New Year & New Food Habits
Happy New Year! With a new year comes new food trends, new diets, and new restaurants. Hooray for all of these things! A new year may also be a great time for a new approach to eating out. While many people begin strict diets which eliminate some foods and bulk up on others, it is also beneficial just to take a hard look at the foods you are already eating and the foods that your favorite restaurants are serving. Where do they come from and how were they made? Do they source from local suppliers or from mass distributors? And what does all of this mean to your diet?
Looking specifically at the meats a restaurant serves is a very good place to start. There are only two places where a restaurant can get its meat – through a distributor or directly from a farm. You may already know which one of these is the best option (hint hint: from a farm), but what is really so bad about meat from a mass distributor? Well, let’s take a look.
Most meat which ends up in the hands of large restaurant distributors comes from factory farms. To keep production costs low, these large farms feed animals the cheapest food possible (you don’t even want to know how municipal waste can end up in the food troth…). When animals eat poorly, they get sick easily and are frequently given antibiotics even before they are sick. All those chemicals going into the animal go right into the meat.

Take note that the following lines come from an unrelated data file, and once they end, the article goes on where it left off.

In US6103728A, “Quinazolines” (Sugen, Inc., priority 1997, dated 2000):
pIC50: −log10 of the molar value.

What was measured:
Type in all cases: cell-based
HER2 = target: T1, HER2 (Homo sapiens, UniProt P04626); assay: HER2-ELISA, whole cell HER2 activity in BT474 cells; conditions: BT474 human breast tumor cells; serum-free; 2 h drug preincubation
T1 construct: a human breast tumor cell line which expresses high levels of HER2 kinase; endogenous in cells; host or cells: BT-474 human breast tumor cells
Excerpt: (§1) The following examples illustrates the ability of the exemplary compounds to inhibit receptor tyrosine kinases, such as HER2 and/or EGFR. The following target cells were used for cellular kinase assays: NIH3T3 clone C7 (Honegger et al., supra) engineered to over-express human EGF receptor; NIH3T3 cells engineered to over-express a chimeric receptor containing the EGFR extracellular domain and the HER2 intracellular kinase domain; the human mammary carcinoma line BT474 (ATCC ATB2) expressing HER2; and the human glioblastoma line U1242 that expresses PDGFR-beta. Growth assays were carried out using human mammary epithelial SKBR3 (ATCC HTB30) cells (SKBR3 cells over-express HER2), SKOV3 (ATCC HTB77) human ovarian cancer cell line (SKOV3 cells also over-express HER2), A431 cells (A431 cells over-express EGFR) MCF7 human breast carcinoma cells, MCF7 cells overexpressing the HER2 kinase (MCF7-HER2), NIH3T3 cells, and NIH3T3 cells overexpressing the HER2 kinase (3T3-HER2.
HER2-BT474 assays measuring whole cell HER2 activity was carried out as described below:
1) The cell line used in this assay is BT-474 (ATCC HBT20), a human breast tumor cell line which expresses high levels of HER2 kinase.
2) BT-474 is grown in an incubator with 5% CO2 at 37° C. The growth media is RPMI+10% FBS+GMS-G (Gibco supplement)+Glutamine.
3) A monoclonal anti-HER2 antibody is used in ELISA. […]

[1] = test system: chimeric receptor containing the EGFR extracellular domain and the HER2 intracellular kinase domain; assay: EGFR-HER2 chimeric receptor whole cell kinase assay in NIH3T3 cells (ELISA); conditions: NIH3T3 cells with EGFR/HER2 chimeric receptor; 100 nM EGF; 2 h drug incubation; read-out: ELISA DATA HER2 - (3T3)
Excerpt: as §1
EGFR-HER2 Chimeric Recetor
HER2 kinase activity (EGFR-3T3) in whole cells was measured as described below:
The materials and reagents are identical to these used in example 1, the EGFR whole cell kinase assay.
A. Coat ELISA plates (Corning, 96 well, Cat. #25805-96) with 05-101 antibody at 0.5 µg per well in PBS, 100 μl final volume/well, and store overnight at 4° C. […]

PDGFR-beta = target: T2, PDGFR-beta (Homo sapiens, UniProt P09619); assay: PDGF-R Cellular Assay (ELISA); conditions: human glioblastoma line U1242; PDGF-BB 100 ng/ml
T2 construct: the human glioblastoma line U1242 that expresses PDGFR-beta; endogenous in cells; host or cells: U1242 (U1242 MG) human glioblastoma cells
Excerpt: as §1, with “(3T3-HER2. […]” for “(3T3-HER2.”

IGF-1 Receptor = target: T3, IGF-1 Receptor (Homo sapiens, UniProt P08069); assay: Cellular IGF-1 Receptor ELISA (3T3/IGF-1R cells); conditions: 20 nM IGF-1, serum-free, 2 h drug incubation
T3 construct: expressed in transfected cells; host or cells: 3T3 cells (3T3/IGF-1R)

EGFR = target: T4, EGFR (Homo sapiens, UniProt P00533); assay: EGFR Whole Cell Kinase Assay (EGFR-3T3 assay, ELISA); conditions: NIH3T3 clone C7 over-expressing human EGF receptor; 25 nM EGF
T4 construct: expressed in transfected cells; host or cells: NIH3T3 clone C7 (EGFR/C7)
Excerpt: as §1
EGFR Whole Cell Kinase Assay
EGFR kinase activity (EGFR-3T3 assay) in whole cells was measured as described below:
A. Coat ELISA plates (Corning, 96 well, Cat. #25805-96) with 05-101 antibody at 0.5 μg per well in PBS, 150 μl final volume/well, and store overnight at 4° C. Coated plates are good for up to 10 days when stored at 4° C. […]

The end result of the bad diet and poor living conditions the animals have on these factory farms is very low-quality meat. A factory farm cow produces meat that is lower in vitamin E, beta-carotene and has barely any omega-3 fatty acids. You may think you are getting some nutrients from that big steak but, depending on where it came from, you might be incorrect.
Low-cost production means cheap meat for restaurant suppliers which then means a low cost to the restaurants themselves and that is why many restaurants buy this meat. So many restaurants simply purchase their meat from a distributor with little thought to where it came from and they assume the restaurant diners won’t care either. Isn’t it all about the price?
Luckily, restaurants can choose to purchase meat directly from certified humane farms. To continue with the cow analysis, a steak from a grass-fed, antibiotic-free cow has less total fat, cholesterol, and calories than a steak from a different cow. Doesn’t that sound better?
Most restaurants that use high-quality meats sourced from farms will advertise this; it is, after all, a great selling point! You can also always ask your server or restaurant manager where the meat comes from. If the answer is a restaurant distributor, you may want to consider skipping the meat this time out.
In this new year, look into where your food comes from and become a more educated eater. If low-quality meat is your only option when dining out, consider a vegetarian diet for the day. HowUdish can help you find some best foods for dinner in restaurants near you. Make 2018 a year of conscious dining!
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